Learning to Live in the Moment with Schizophrenia and Anxiety

March 18, 2019 Randall Law

Learning to live in the moment is very difficult for a person with schizophrenia and anxiety. Learn how Randall found his way to greater peace at HealthyPlace.

I avoided living in the moment for a very long time. Years of my life flashed before my eyes, and I barely took notice. I was so intent on achievement that I never stopped to appreciate what it was to simply be alive. For me, living with schizophrenia means frequent imprisonment in a world that constantly seems to be spiraling out of control. Now, however, I’m learning to combat this feeling: I’m learning to live in the moment.

Anxiety and a Fear Take Away the Ability to Live in the Moment

Anxiety is one of the earliest emotions I recall. I was shy and fearful of others as a child. It didn’t help that I was a bit of a nerd who liked to talk about volcanoes and tsunamis as much as I liked to talk about Batman. I just never quite fit in. And I felt that keenly. I don’t think that my childhood anxiety was particularly abnormal, but that changed with the trauma I experienced.
After coming forward as a victim of molestation, my mind functioned in a completely different way. I felt the need to anticipate every interaction. If I understood the mindset of those around me, then I could ensure that no one could control me again. I was determined to control the world around me, and that did not let me live in the moment.

My hypervigilance didn’t end at interactions with others. I found myself obsessed with all the possible ways that my life could be altered: illness, disasters, failure and death. I spent weeks hovering in a barely functional state while deliberating over how to control my environment. I eventually realized that I could not control illness, disasters or death. But I determined at a young age that I could control failure. I suppressed my other fears as best I could and channeled all of my energy into combatting my fear of failure.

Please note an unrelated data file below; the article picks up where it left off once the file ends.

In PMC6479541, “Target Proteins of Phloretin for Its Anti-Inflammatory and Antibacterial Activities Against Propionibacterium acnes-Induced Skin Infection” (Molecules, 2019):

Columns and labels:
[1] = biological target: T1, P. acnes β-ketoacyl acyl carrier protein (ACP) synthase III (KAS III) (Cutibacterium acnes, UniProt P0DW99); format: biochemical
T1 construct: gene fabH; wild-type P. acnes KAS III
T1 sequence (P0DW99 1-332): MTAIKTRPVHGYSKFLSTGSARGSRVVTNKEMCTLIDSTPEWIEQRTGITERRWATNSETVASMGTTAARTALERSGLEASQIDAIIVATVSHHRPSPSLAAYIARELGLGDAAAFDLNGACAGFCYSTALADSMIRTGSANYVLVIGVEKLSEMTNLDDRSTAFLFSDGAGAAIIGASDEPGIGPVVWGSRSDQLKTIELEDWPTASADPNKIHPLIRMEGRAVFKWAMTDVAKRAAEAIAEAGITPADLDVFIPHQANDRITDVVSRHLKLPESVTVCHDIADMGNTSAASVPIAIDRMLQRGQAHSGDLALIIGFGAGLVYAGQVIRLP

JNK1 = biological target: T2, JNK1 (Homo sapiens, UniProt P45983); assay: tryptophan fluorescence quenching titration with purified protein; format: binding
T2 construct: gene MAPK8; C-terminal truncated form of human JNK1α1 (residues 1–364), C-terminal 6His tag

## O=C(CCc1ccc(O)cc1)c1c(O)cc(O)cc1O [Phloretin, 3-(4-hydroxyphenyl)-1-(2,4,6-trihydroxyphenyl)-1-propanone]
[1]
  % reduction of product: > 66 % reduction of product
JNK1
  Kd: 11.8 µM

Success Alone Does Not Equal Happiness

I wasn’t surprised when I began to battle demeaning voices announcing certain failure in every endeavor. It seemed fitting to me that failure would rear its ugly head once more in an attempt to control my life. I redoubled my efforts and began to see my existence as a series of goals with no true rewards. I was single-minded in my approach to achieving a goal to the point that I would fixate on that goal and mentally lash myself in order to achieve it.
Upon achieving a goal, I would reward myself with yet another goal. I told myself that I would finally find happiness if I could just achieve my goals. Instead, I was miserable. The voices grew more demeaning and demanding, and I never relaxed. The feeling of impending doom grew worse with each level of success attained until the inevitable happened: I failed. 

Finally Able to Live in the Moment

Yet, failure meant spending time with my wife and children. I was so consumed with the pursuit of practicing medicine during the years prior to my schizophrenia diagnosis that I barely knew them. I started to notice how special they were and how much they loved me despite my shortcomings. I began to consider ways to move forward with my life. I started to live again.

I no longer practice medicine and may never do so again. Instead, I work on renovating an antiquated farmhouse despite fears that I’ll fail. And I’m terrified because I don’t know what to do with the rest of my life. But I know my kids’ smiles now. I hear the sound of their laughter and smell the scent of their hair. I see the sunrise, and I watch as it sets. I can’t control it, or anything else really for that matter, but I can enjoy the moment. Living in the moment doesn’t fully alleviate my anxiety, but it does allow me to experience more than just anxiety. And I say this from experience: there’s a lot more to life than anxiety.  

APA Reference
Law, R. (2019, March 18). Learning to Live in the Moment with Schizophrenia and Anxiety, HealthyPlace. Retrieved on 2024, June 18 from

Author: Randall Law

Randall Law is a physician assistant, wedding cake design assistant and home renovation assistant. He is excited that this new opportunity to write a blog comes without the title of assistant. He writes because he cares about others and because it provides an outlet approved by both his wife and his therapist. Randall's wife, Megan, is the author of Mental Illness in the Family here at HealthyPlace where she writes about her own perspectives. Find Randall on Twitter, Facebook, Instagram and his blog.

Lizanne Corbit
March, 18 2019 at 3:10 pm

This is a truly powerful, and beautiful read. This point: "I was so intent on achievement that I never stopped to appreciate what it was to simply be alive.", is one that I believe so many can identify with. It's amazing how many of us go through life without being truly aware of the moment. I applaud and appreciate your honest insight and sharing. I love the connection you make between control and not being able to be in the moment, I think this is huge for a lot of people in one way or another.

March, 31 2019 at 8:38 pm

Thank you for your kind comments Lizanne. I am always grateful to hear your thoughts on my posts. I agree that the link between control and not living in the moment is important. I know that it plays a significant role in my struggle to do so.

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